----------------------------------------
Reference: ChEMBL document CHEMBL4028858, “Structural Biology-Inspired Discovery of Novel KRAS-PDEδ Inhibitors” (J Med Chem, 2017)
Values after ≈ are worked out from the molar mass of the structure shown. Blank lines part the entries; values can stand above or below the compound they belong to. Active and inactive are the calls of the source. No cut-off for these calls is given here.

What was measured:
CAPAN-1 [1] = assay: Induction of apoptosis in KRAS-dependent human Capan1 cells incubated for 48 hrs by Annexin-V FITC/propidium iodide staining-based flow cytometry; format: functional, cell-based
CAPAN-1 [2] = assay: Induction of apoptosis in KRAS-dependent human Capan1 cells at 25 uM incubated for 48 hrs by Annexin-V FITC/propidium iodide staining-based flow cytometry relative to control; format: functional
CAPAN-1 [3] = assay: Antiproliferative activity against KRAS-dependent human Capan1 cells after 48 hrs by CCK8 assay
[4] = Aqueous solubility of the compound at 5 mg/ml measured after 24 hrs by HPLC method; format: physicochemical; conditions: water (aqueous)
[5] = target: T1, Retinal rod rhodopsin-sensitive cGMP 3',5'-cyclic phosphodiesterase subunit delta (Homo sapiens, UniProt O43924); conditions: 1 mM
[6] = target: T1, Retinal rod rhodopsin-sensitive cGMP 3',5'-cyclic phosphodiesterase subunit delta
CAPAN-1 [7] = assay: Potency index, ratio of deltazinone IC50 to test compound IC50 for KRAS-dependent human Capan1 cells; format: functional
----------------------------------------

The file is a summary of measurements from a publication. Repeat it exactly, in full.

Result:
Reference: ChEMBL document CHEMBL4028858, “Structural Biology-Inspired Discovery of Novel KRAS-PDEδ Inhibitors” (J Med Chem, 2017)
Values after ≈ are worked out from the molar mass of the structure shown. Blank lines part the entries; values can stand above or below the compound they belong to. Active and inactive are the calls of the source. No cut-off for these calls is given here.

What was measured:
CAPAN-1 [1] = assay: Induction of apoptosis in KRAS-dependent human Capan1 cells incubated for 48 hrs by Annexin-V FITC/propidium iodide staining-based flow cytometry; format: functional, cell-based
CAPAN-1 [2] = assay: Induction of apoptosis in KRAS-dependent human Capan1 cells at 25 uM incubated for 48 hrs by Annexin-V FITC/propidium iodide staining-based flow cytometry relative to control; format: functional
CAPAN-1 [3] = assay: Antiproliferative activity against KRAS-dependent human Capan1 cells after 48 hrs by CCK8 assay
[4] = Aqueous solubility of the compound at 5 mg/ml measured after 24 hrs by HPLC method; format: physicochemical; conditions: water (aqueous)
[5] = target: T1, Retinal rod rhodopsin-sensitive cGMP 3',5'-cyclic phosphodiesterase subunit delta (Homo sapiens, UniProt O43924); conditions: 1 mM
[6] = target: T1, Retinal rod rhodopsin-sensitive cGMP 3',5'-cyclic phosphodiesterase subunit delta
CAPAN-1 [7] = assay: Potency index, ratio of deltazinone IC50 to test compound IC50 for KRAS-dependent human Capan1 cells; format: functional